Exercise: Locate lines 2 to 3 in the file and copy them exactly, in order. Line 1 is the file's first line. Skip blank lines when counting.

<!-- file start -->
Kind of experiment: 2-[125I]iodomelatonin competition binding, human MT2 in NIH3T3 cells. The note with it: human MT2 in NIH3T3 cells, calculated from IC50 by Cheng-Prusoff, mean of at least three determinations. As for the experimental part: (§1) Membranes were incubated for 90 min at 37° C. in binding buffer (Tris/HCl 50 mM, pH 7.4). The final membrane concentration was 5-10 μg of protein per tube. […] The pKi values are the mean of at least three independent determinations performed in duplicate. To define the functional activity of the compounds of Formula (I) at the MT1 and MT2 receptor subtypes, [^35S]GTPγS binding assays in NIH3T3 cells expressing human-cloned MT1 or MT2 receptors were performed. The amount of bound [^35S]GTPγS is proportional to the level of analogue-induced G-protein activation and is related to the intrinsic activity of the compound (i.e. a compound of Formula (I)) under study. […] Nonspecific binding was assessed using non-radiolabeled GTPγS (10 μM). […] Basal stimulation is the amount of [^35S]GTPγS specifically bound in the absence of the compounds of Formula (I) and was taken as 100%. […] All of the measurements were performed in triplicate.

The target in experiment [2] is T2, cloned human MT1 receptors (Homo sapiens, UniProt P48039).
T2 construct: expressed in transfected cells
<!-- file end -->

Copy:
The target in experiment [2] is T2, cloned human MT1 receptors (Homo sapiens, UniProt P48039).
T2 construct: expressed in transfected cells